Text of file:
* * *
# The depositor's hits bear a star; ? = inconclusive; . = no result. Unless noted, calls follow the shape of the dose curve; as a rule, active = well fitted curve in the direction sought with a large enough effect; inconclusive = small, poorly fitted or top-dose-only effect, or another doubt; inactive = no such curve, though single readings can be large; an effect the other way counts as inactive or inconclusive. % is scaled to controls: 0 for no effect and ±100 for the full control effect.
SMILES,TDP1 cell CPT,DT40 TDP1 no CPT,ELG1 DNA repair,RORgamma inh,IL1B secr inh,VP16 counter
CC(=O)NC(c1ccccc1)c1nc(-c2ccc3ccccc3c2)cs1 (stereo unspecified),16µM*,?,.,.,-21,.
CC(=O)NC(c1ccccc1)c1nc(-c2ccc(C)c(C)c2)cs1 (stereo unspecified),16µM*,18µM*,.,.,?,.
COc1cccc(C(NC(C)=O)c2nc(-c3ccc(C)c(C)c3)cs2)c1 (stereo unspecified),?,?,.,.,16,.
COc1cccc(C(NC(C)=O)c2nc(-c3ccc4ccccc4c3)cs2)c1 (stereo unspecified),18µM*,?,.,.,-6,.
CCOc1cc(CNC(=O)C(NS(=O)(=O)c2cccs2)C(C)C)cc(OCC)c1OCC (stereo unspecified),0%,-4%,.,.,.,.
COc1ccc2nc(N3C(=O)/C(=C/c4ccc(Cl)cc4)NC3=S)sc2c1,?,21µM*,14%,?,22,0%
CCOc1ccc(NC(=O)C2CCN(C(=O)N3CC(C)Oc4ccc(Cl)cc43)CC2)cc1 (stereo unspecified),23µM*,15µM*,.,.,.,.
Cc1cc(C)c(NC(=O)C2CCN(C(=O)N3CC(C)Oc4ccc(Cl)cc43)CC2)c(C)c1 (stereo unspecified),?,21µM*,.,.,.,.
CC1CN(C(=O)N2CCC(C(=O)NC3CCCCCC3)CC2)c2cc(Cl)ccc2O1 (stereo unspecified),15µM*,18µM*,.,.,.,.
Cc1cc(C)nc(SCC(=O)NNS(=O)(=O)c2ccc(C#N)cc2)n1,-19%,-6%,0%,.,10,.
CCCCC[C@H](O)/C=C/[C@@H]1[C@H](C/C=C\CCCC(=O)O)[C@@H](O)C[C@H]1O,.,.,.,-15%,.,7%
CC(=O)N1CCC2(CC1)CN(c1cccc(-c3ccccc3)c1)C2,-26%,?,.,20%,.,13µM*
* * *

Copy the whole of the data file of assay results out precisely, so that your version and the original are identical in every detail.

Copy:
# The depositor's hits bear a star; ? = inconclusive; . = no result. Unless noted, calls follow the shape of the dose curve; as a rule, active = well fitted curve in the direction sought with a large enough effect; inconclusive = small, poorly fitted or top-dose-only effect, or another doubt; inactive = no such curve, though single readings can be large; an effect the other way counts as inactive or inconclusive. % is scaled to controls: 0 for no effect and ±100 for the full control effect.
SMILES,TDP1 cell CPT,DT40 TDP1 no CPT,ELG1 DNA repair,RORgamma inh,IL1B secr inh,VP16 counter
CC(=O)NC(c1ccccc1)c1nc(-c2ccc3ccccc3c2)cs1 (stereo unspecified),16µM*,?,.,.,-21,.
CC(=O)NC(c1ccccc1)c1nc(-c2ccc(C)c(C)c2)cs1 (stereo unspecified),16µM*,18µM*,.,.,?,.
COc1cccc(C(NC(C)=O)c2nc(-c3ccc(C)c(C)c3)cs2)c1 (stereo unspecified),?,?,.,.,16,.
COc1cccc(C(NC(C)=O)c2nc(-c3ccc4ccccc4c3)cs2)c1 (stereo unspecified),18µM*,?,.,.,-6,.
CCOc1cc(CNC(=O)C(NS(=O)(=O)c2cccs2)C(C)C)cc(OCC)c1OCC (stereo unspecified),0%,-4%,.,.,.,.
COc1ccc2nc(N3C(=O)/C(=C/c4ccc(Cl)cc4)NC3=S)sc2c1,?,21µM*,14%,?,22,0%
CCOc1ccc(NC(=O)C2CCN(C(=O)N3CC(C)Oc4ccc(Cl)cc43)CC2)cc1 (stereo unspecified),23µM*,15µM*,.,.,.,.
Cc1cc(C)c(NC(=O)C2CCN(C(=O)N3CC(C)Oc4ccc(Cl)cc43)CC2)c(C)c1 (stereo unspecified),?,21µM*,.,.,.,.
CC1CN(C(=O)N2CCC(C(=O)NC3CCCCCC3)CC2)c2cc(Cl)ccc2O1 (stereo unspecified),15µM*,18µM*,.,.,.,.
Cc1cc(C)nc(SCC(=O)NNS(=O)(=O)c2ccc(C#N)cc2)n1,-19%,-6%,0%,.,10,.
CCCCC[C@H](O)/C=C/[C@@H]1[C@H](C/C=C\CCCC(=O)O)[C@@H](O)C[C@H]1O,.,.,.,-15%,.,7%
CC(=O)N1CCC2(CC1)CN(c1cccc(-c3ccccc3)c1)C2,-26%,?,.,20%,.,13µM*